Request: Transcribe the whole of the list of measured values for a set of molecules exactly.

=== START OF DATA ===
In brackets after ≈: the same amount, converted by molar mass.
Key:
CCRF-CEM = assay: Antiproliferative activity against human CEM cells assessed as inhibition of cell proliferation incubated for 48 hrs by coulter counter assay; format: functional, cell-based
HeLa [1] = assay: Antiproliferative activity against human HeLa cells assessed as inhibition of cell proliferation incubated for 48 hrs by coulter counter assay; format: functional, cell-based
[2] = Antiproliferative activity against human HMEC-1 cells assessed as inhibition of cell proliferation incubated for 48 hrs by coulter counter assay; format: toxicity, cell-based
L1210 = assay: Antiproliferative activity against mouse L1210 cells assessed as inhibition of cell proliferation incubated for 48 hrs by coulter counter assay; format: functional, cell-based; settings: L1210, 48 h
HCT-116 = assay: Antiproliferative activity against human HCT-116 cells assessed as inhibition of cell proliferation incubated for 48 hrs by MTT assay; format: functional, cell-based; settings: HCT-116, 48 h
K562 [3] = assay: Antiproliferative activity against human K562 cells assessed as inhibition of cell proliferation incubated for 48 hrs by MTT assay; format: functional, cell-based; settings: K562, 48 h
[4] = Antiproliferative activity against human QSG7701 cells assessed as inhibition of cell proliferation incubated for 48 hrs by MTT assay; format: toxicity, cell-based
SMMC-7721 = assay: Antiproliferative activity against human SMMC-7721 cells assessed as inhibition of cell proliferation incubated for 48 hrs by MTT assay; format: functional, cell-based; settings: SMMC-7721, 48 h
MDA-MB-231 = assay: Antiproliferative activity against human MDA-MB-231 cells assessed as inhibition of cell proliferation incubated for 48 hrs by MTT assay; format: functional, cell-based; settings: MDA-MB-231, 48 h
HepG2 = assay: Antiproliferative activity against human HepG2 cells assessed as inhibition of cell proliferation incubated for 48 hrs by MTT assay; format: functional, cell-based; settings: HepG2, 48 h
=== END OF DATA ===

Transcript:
In brackets after ≈: the same amount, converted by molar mass.
Key:
CCRF-CEM = assay: Antiproliferative activity against human CEM cells assessed as inhibition of cell proliferation incubated for 48 hrs by coulter counter assay; format: functional, cell-based
HeLa [1] = assay: Antiproliferative activity against human HeLa cells assessed as inhibition of cell proliferation incubated for 48 hrs by coulter counter assay; format: functional, cell-based
[2] = Antiproliferative activity against human HMEC-1 cells assessed as inhibition of cell proliferation incubated for 48 hrs by coulter counter assay; format: toxicity, cell-based
L1210 = assay: Antiproliferative activity against mouse L1210 cells assessed as inhibition of cell proliferation incubated for 48 hrs by coulter counter assay; format: functional, cell-based; settings: L1210, 48 h
HCT-116 = assay: Antiproliferative activity against human HCT-116 cells assessed as inhibition of cell proliferation incubated for 48 hrs by MTT assay; format: functional, cell-based; settings: HCT-116, 48 h
K562 [3] = assay: Antiproliferative activity against human K562 cells assessed as inhibition of cell proliferation incubated for 48 hrs by MTT assay; format: functional, cell-based; settings: K562, 48 h
[4] = Antiproliferative activity against human QSG7701 cells assessed as inhibition of cell proliferation incubated for 48 hrs by MTT assay; format: toxicity, cell-based
SMMC-7721 = assay: Antiproliferative activity against human SMMC-7721 cells assessed as inhibition of cell proliferation incubated for 48 hrs by MTT assay; format: functional, cell-based; settings: SMMC-7721, 48 h
MDA-MB-231 = assay: Antiproliferative activity against human MDA-MB-231 cells assessed as inhibition of cell proliferation incubated for 48 hrs by MTT assay; format: functional, cell-based; settings: MDA-MB-231, 48 h
HepG2 = assay: Antiproliferative activity against human HepG2 cells assessed as inhibition of cell proliferation incubated for 48 hrs by MTT assay; format: functional, cell-based; settings: HepG2, 48 h